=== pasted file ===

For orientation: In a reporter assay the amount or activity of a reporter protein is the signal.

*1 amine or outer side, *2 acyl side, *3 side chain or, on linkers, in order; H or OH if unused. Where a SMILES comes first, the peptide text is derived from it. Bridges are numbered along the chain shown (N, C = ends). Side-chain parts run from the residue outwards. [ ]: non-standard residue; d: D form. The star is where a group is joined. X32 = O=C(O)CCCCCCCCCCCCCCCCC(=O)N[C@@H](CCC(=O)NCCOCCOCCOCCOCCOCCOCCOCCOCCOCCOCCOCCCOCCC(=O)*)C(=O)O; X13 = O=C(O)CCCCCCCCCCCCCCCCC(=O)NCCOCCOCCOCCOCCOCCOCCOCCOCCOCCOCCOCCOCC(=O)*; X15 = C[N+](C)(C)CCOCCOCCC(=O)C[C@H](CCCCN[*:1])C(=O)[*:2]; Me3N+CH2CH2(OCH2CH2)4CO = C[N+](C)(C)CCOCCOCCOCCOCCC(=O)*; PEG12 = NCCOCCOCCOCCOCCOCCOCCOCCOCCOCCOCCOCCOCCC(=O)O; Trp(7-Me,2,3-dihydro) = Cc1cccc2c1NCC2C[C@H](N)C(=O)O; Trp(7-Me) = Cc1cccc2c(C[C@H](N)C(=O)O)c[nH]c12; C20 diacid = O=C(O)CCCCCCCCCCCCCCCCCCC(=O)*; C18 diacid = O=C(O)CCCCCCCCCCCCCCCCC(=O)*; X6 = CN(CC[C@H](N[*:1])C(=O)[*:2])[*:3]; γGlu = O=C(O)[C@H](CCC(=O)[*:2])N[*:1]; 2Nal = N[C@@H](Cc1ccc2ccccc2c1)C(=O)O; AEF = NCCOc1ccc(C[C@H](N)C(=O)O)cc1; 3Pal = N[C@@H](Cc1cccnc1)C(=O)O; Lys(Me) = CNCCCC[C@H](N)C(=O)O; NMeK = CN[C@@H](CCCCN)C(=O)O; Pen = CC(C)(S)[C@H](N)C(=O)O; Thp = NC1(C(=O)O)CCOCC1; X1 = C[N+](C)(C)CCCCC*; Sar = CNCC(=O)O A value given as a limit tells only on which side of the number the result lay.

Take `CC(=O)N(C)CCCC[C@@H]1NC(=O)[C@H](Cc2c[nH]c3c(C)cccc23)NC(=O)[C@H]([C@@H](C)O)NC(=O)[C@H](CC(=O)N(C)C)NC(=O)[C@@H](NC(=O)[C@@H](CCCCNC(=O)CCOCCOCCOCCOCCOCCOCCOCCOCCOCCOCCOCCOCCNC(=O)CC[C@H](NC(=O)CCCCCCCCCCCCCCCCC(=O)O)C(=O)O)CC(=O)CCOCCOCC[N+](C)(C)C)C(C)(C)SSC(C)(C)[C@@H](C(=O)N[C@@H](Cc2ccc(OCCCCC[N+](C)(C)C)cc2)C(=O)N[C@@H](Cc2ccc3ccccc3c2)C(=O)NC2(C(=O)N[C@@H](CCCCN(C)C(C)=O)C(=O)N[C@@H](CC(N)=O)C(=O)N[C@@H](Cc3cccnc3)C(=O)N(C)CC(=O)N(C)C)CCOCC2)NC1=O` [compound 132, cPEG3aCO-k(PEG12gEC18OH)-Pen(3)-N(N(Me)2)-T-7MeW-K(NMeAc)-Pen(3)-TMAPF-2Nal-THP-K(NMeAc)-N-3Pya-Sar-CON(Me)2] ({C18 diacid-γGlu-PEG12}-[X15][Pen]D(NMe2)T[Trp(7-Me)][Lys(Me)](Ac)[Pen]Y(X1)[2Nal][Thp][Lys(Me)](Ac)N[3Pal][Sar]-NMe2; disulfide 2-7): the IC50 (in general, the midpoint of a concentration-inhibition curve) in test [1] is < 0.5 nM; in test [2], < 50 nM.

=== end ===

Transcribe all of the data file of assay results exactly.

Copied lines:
For orientation: In a reporter assay the amount or activity of a reporter protein is the signal.

*1 amine or outer side, *2 acyl side, *3 side chain or, on linkers, in order; H or OH if unused. Where a SMILES comes first, the peptide text is derived from it. Bridges are numbered along the chain shown (N, C = ends). Side-chain parts run from the residue outwards. [ ]: non-standard residue; d: D form. The star is where a group is joined. X32 = O=C(O)CCCCCCCCCCCCCCCCC(=O)N[C@@H](CCC(=O)NCCOCCOCCOCCOCCOCCOCCOCCOCCOCCOCCOCCCOCCC(=O)*)C(=O)O; X13 = O=C(O)CCCCCCCCCCCCCCCCC(=O)NCCOCCOCCOCCOCCOCCOCCOCCOCCOCCOCCOCCOCC(=O)*; X15 = C[N+](C)(C)CCOCCOCCC(=O)C[C@H](CCCCN[*:1])C(=O)[*:2]; Me3N+CH2CH2(OCH2CH2)4CO = C[N+](C)(C)CCOCCOCCOCCOCCC(=O)*; PEG12 = NCCOCCOCCOCCOCCOCCOCCOCCOCCOCCOCCOCCOCCC(=O)O; Trp(7-Me,2,3-dihydro) = Cc1cccc2c1NCC2C[C@H](N)C(=O)O; Trp(7-Me) = Cc1cccc2c(C[C@H](N)C(=O)O)c[nH]c12; C20 diacid = O=C(O)CCCCCCCCCCCCCCCCCCC(=O)*; C18 diacid = O=C(O)CCCCCCCCCCCCCCCCC(=O)*; X6 = CN(CC[C@H](N[*:1])C(=O)[*:2])[*:3]; γGlu = O=C(O)[C@H](CCC(=O)[*:2])N[*:1]; 2Nal = N[C@@H](Cc1ccc2ccccc2c1)C(=O)O; AEF = NCCOc1ccc(C[C@H](N)C(=O)O)cc1; 3Pal = N[C@@H](Cc1cccnc1)C(=O)O; Lys(Me) = CNCCCC[C@H](N)C(=O)O; NMeK = CN[C@@H](CCCCN)C(=O)O; Pen = CC(C)(S)[C@H](N)C(=O)O; Thp = NC1(C(=O)O)CCOCC1; X1 = C[N+](C)(C)CCCCC*; Sar = CNCC(=O)O A value given as a limit tells only on which side of the number the result lay.

Take `CC(=O)N(C)CCCC[C@@H]1NC(=O)[C@H](Cc2c[nH]c3c(C)cccc23)NC(=O)[C@H]([C@@H](C)O)NC(=O)[C@H](CC(=O)N(C)C)NC(=O)[C@@H](NC(=O)[C@@H](CCCCNC(=O)CCOCCOCCOCCOCCOCCOCCOCCOCCOCCOCCOCCOCCNC(=O)CC[C@H](NC(=O)CCCCCCCCCCCCCCCCC(=O)O)C(=O)O)CC(=O)CCOCCOCC[N+](C)(C)C)C(C)(C)SSC(C)(C)[C@@H](C(=O)N[C@@H](Cc2ccc(OCCCCC[N+](C)(C)C)cc2)C(=O)N[C@@H](Cc2ccc3ccccc3c2)C(=O)NC2(C(=O)N[C@@H](CCCCN(C)C(C)=O)C(=O)N[C@@H](CC(N)=O)C(=O)N[C@@H](Cc3cccnc3)C(=O)N(C)CC(=O)N(C)C)CCOCC2)NC1=O` [compound 132, cPEG3aCO-k(PEG12gEC18OH)-Pen(3)-N(N(Me)2)-T-7MeW-K(NMeAc)-Pen(3)-TMAPF-2Nal-THP-K(NMeAc)-N-3Pya-Sar-CON(Me)2] ({C18 diacid-γGlu-PEG12}-[X15][Pen]D(NMe2)T[Trp(7-Me)][Lys(Me)](Ac)[Pen]Y(X1)[2Nal][Thp][Lys(Me)](Ac)N[3Pal][Sar]-NMe2; disulfide 2-7): the IC50 (in general, the midpoint of a concentration-inhibition curve) in test [1] is < 0.5 nM; in test [2], < 50 nM.